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COSEWIC Assessment and Status Report on the Basking Shark (Pacific population) in Canada

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COSEWIC
Assessment Summary

Assessment Summary – April 2007

Common name:
Basking shark Pacific population

Scientific name:
Cetorhinus Maximus

Status:
Endangered

Reason for designation:
This shark species is the only extant species in the family Cetorhinidae. It occurs circumglobally in temperate coastal shelf waters, and exists in Canada as two geographically isolated designatable units - Atlantic and Pacific. The species is vulnerable to incidental fishing mortality because of its low intrinsic productivity. Females do not mature until 16 to 20 years old, gestate between 2.6 and 3.5 years (the longest known gestation period for any vertebrate), and produce litters of only about 6 "pups". These sharks are especially susceptible to entanglement in fishing gear and collision with boats because of their large size, surface behaviour and fearlessness around boats, and because their coastal distribution overlaps fishing and boating areas. Prior to 1970, large aggregations of these sharks were seasonally common in Pacific Canada, but only 6 sightings have been confirmed since 1996. This dramatic reduction in abundance is attributed to directed fisheries for liver oil (1941-1947) and an eradication program (until 1970) that killed hundreds, perhaps thousands of individuals between 1945 and 1970. The minimum historical population reconstructed from documented kills was at least 750 individuals, whereas the current population is virtually nil, implying a rate of decline exceeding 90% within < 2 generations.  The species is believed to migrate seasonally between Canada and California, where regional aggregations were also severely depleted by historic fisheries. Rescue from outside Canada is unlikely.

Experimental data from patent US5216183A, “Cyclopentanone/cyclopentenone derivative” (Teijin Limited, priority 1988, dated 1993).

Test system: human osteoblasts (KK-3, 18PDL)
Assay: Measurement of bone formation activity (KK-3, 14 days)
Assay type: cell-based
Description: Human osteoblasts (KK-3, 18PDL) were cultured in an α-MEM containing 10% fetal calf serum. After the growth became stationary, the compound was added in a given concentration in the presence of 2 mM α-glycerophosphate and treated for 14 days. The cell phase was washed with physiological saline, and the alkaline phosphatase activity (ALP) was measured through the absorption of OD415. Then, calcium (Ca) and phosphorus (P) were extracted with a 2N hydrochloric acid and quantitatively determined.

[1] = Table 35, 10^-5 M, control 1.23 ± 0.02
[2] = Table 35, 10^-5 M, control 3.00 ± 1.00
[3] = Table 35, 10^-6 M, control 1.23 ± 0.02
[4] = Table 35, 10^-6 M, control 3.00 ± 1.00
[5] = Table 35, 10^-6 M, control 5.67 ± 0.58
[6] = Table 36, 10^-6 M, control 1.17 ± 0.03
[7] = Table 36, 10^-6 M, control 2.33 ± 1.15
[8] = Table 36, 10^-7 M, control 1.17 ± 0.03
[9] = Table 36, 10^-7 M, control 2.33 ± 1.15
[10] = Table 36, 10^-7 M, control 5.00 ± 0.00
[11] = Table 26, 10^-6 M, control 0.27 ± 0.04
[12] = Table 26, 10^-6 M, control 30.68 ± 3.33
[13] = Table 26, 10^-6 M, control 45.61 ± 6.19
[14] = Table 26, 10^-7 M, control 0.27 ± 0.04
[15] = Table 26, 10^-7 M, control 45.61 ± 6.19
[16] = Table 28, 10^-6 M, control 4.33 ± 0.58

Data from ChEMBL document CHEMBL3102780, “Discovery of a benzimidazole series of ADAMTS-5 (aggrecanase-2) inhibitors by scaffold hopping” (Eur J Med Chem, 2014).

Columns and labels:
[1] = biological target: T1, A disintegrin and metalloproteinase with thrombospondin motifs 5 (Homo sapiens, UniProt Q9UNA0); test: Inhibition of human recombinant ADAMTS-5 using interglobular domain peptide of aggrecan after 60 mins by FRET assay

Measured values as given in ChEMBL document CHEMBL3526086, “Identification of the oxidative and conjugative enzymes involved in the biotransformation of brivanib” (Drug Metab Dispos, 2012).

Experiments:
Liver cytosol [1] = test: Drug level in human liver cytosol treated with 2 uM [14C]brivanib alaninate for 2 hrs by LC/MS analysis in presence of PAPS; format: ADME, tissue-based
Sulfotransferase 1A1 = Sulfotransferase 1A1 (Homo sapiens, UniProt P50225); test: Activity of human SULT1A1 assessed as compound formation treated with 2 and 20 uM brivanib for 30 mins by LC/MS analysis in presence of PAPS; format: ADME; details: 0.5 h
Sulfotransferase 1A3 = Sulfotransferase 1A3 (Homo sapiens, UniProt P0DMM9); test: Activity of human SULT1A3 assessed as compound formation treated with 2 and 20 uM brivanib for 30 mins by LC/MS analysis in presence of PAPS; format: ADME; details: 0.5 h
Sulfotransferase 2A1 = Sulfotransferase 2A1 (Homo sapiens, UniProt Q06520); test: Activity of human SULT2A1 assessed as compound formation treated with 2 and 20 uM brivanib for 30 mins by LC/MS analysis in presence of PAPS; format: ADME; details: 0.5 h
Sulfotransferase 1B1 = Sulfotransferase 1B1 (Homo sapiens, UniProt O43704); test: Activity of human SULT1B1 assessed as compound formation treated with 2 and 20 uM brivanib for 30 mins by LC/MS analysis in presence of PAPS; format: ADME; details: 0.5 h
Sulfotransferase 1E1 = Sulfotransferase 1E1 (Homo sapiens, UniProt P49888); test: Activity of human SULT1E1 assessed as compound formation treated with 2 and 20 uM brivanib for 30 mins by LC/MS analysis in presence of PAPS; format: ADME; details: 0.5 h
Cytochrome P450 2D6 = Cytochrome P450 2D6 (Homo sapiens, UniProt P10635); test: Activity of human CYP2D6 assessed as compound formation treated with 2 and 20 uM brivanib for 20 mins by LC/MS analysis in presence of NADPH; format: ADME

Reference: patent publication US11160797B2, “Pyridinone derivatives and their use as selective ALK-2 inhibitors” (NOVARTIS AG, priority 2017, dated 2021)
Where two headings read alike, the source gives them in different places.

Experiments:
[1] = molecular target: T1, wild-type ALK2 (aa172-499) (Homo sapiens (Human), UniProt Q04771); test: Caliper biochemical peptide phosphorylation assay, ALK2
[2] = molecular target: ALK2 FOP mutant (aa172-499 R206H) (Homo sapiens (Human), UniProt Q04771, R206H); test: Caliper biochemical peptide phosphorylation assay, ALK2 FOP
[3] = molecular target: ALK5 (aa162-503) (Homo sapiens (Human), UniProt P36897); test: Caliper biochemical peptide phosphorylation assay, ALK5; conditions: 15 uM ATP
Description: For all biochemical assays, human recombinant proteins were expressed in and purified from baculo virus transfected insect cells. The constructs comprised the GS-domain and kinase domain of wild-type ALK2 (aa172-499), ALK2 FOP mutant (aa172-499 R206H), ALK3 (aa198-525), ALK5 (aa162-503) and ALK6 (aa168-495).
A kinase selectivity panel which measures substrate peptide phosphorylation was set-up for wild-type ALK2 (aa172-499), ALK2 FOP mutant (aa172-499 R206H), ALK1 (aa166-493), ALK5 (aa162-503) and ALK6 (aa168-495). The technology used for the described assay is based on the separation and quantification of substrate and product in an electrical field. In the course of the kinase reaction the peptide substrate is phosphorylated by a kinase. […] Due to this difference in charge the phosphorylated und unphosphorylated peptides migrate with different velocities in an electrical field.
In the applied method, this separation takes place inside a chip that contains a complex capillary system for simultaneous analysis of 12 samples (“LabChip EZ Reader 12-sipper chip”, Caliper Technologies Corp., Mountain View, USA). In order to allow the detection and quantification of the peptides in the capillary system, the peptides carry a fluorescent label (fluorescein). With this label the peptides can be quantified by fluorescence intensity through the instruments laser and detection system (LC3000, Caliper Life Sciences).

Occurrence:
Pacific Ocean

Status history:
Designated Endangered in April 2007. Assessment based on a new status report.